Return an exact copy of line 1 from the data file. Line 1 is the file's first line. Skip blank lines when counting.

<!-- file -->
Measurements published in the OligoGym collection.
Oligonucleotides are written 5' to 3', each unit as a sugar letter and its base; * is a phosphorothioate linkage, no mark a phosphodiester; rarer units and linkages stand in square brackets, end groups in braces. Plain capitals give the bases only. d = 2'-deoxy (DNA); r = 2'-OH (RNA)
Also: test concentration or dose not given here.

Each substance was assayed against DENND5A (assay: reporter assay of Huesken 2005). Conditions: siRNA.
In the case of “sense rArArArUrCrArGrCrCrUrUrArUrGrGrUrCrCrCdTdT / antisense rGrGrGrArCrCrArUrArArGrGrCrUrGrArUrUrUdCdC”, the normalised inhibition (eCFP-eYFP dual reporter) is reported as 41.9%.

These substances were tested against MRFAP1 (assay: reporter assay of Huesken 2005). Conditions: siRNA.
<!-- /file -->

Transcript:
Measurements published in the OligoGym collection.